THE HUMAN GENE EDITING SUMMIT, CONT’D
Citizens seeking to understand what was decided at last week’s Human Gene Editing Summit might be understandably confused by the contradictions in these headlines:
As I explained here at On Science Blogs last week. what the Summit organizing committee really recommended was a temporary halt on gene editing of human eggs, sperm, or embryos if the intent is to produce a baby. This halt (yes, a moratorium, but not a ban) is intended to provide researchers with time to do preliminary research (including on human eggs, sperm, or embryos) to identify potential safety risks.
The recommendations are just that, recommendations. They have no force except, perhaps, a sort of moral force: the risk that other scientists (and, horrors, journals!) will disapprove of a particular piece of research if it ignores them.
The existing rules covering human gene editing, and there are a lot of them, aren’t going to change much. Which is to say that this research will be permitted and monitored (or not) to whatever extent a country already has research regulations in place.
IN THE U.S., NO TAXPAYER FUNDING FOR GERMLINE EDITING
In the US, that will mean no taxpayer funding can go to gene editing studies on human embryos, even the preliminary kind. That’s because human embryo research with public money has been forbidden for some years, as John Travis noted in his fine summary of the meeting at ScienceInsider.
That rule collides with last week’s recommendations, which encourage gene editing experiments on human eggs and sperm and embryos as long as they are not aimed at producing real babies. Such experiments are the only way to begin to identify risks and dangers in tinkering with the human germline, the cells that can lead to a gene-edited person. They could be done with little offense to bioethics because they can turn to good use the many human embryos, for example discards from fertility clinics, that would otherwise end up in the garbage.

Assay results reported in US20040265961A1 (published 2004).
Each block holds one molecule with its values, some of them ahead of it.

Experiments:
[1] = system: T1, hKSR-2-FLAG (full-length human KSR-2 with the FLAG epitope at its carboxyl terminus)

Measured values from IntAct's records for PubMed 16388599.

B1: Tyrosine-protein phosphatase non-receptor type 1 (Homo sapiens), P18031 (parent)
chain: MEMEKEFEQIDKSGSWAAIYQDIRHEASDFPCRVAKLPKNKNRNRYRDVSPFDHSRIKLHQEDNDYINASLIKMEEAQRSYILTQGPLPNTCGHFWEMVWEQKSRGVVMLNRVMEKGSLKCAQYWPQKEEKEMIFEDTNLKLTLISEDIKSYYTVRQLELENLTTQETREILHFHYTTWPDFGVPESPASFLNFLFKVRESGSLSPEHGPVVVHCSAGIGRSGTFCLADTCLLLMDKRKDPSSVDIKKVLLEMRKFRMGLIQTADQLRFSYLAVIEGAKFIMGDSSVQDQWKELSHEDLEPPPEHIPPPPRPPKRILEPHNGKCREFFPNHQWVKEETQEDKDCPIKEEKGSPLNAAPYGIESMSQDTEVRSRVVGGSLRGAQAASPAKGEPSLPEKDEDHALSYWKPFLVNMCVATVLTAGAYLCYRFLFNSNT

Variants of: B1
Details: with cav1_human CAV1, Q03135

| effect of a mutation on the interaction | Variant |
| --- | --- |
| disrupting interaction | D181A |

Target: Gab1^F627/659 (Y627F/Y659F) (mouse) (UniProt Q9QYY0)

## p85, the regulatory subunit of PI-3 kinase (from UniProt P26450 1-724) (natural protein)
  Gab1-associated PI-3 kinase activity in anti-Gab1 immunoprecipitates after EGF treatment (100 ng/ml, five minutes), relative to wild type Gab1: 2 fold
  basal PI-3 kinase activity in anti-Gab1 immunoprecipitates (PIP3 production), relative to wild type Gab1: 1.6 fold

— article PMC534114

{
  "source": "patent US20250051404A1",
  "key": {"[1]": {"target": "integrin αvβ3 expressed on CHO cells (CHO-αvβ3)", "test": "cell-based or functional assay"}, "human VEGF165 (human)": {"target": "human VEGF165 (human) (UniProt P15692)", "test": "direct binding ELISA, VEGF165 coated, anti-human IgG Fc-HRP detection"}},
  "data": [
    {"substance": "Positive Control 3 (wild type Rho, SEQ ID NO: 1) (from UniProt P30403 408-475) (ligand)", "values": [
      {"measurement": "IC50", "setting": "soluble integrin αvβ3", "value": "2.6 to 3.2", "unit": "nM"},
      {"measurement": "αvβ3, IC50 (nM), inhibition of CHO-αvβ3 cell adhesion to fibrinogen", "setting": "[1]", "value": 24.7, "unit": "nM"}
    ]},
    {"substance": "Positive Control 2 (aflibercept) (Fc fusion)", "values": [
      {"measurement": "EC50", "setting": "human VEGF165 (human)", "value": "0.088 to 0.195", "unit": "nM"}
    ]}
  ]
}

The rule does not, of course, mean that gene editing on human embryos will not be done in the US. The work will be done, underwritten with private money in academic and commercial labs. That’s because there will be demand from prospective parents seeking to avoid children with genetic defects and disease–and, eventually, parents seeking children who are blonder and smarter and taller and possess other enhancements.
No, not tomorrow. But just this week researchers at Toronto’s Hospital for Sick Children proudly announced what they claim is the first successful use of CRISPR, the relatively cheap and easy gene editing technique and the main focus of last week’s Summit debate, to remove a duplicated gene from a human genome. They employed it in an unusual form of Duchenne muscular dystrophy that is due to gene duplication.
In a press release, the study’s principal investigator made the obligatory declaration: CRISPR “could revolutionize the way we care for patients with currently untreatable genetic conditions.” The release did not emphasize the fact that the work was done in the lab with cells. It was not a cure or treatment in an actual person–although the release certainly trumpeted the sad story of the cell donor, 14 year-old patient Gavriel Rosenfeld.
So definitely not tomorrow. But that is not to say that the Toronto researchers aren’t on to something, along with the growing zillions of other gene editors out there. Don’t doubt for a moment that treatments and cures are on the way.
Consider, for example, the messages being brought to us by Motherboard, which in a series of posts has been viewing CRISPR with alarm. Or, let me be less charitable, in a series of posts aimed at being clickworthy.